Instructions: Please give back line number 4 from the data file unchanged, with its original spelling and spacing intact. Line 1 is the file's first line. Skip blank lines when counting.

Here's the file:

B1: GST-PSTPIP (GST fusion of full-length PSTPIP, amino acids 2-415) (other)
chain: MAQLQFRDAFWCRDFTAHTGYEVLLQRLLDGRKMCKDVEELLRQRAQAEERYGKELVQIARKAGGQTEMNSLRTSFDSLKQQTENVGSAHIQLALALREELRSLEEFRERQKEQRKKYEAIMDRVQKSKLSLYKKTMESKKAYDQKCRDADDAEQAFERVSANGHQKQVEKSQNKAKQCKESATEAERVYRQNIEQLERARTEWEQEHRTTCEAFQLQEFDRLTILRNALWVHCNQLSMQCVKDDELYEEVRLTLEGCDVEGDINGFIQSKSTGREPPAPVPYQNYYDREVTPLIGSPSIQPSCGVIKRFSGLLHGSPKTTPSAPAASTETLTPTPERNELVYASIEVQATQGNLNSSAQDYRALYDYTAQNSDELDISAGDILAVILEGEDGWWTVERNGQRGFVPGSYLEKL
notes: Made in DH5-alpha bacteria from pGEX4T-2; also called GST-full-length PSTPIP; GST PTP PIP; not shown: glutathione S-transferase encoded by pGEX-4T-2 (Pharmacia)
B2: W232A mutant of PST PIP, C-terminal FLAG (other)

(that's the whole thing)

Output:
B2: W232A mutant of PST PIP, C-terminal FLAG (other)